Kidney Res Clin Pract > Volume 41(2); 2022 > Article
Lim, Lee, Yoon, Kim, Seo, Koo, and Baek: Focal segmental glomerulosclerosis following the Pfizer-BioNTech COVID-19 vaccine
Coronavirus disease 2019 (COVID-19) vaccines have shown excellent safety profiles. The most common short-term side effects are injection site reactions, fever, fatigue, and headache, while severe adverse reactions have rarely been reported [1]. However, since mass-scale vaccination began, several immune-mediated reactions (including myocarditis and de novo or relapsed glomerulonephritis [GN]) have been reported [1]. COVID-19 vaccines have also been reported to induce T-cell activation [2]. In this regard, the occurrence of kidney disease following administration of a COVID-19 vaccine can be related to the T-cell–mediated immune response it generates to viral messenger RNA (mRNA), which can trigger podocyte injury [2]. Herein, we report a case of focal segmental glomerulosclerosis (FSGS) with segmental lobular collapse and podocyte proliferation following vaccination with the first dose of the Pfizer-BioNTech COVID-19 vaccine that mimicked the cellular lesions of FSGS.
A previously healthy 29-year-old man visited our hospital with complaints of edema and decreased urine output that had occurred 7 days previously. He had received a COVID-19 vaccine 2 weeks prior (Fig. 1). He had also undergone a health checkup 3 months before the visit, including urinalysis and renal function testing, which showed no abnormalities.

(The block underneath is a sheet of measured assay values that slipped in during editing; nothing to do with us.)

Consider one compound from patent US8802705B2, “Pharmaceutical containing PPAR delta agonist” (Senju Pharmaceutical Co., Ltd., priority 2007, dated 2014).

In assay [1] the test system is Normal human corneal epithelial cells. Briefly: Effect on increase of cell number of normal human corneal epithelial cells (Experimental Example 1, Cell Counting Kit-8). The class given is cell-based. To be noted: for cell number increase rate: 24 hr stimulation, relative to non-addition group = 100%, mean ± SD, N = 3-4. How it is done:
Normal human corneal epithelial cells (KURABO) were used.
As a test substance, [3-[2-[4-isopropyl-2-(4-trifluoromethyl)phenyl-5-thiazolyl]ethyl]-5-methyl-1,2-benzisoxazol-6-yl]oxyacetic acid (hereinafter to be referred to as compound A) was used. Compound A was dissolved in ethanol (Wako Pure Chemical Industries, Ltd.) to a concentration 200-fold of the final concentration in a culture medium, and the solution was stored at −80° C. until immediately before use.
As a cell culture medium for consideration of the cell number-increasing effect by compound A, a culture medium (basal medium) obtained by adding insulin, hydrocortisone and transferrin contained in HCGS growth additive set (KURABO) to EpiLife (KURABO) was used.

Upon physical examination, the patient was afebrile with a blood pressure of 140/80 mmHg, and there was noticeable edema. He had gained 10 kg (from 83 kg to 93 kg) within 1 week. Urinalysis showed the following results: protein, 4+; glucose, negative; red blood cells (RBCs), 10 to 19 per high-power field; and white blood cell (WBC) count, 1 to 4 per high-power field. Further evaluation showed WBC count, 6,800/mm3; hemoglobin, 15.6 g/dL; platelet count, 277,000/mm3; serum creatinine, 1.24 mg/dL; total protein, 4.7 g/dL; albumin, 2.5 g/dL; total cholesterol, 351 mg/dL; spot urine protein-to-creatinine ratio, 6.12 g/g; serum kappa-to-lambda light chain ratio, 0.79; serum complement C3, 144 mg/dL; and serum complement C4, 65 mg/dL. Additionally, the patient had negative serologic testing results for hepatitis B, hepatitis C, human immunodeficiency virus, anti-glomerular basement membrane antibody, rheumatoid factor, fluorescent antinuclear antibody, antineutrophil cytoplasmic antibody, anti-phospholipase A2 receptor-immunoglobulin G, and lupus anticoagulant. The screening test for COVID-19 was also negative.
A kidney biopsy was performed 31 days after the patient received his COVID-19 vaccination. Under light microscopy, the glomeruli were diffusely enlarged and hypercellular into the mesangium. Of the 20 glomeruli submitted, one (5.0%) exhibited FSGS with overlying podocyte proliferation (Fig. 2A). Electron microscopy revealed aggregates of RBCs in the capillary lumen with platelets and fibrin fibrils attached, which was suggestive of imminent microthrombus formation. The foot processes of the podocytes were diffusely effaced (Fig. 2B).
Based on these findings, we initiated treatment for FSGS with prednisolone (1 mg/kg daily), diuretics, angiotensin receptor blocker, and statin. Ten weeks after steroid treatment, the patient had no appreciable symptoms, and his laboratory results had normalized (serum albumin, 4.4 g/dL and creatinine, 1.03 mg/dL). The urine protein-to-creatinine ratio was 0.10 g/g.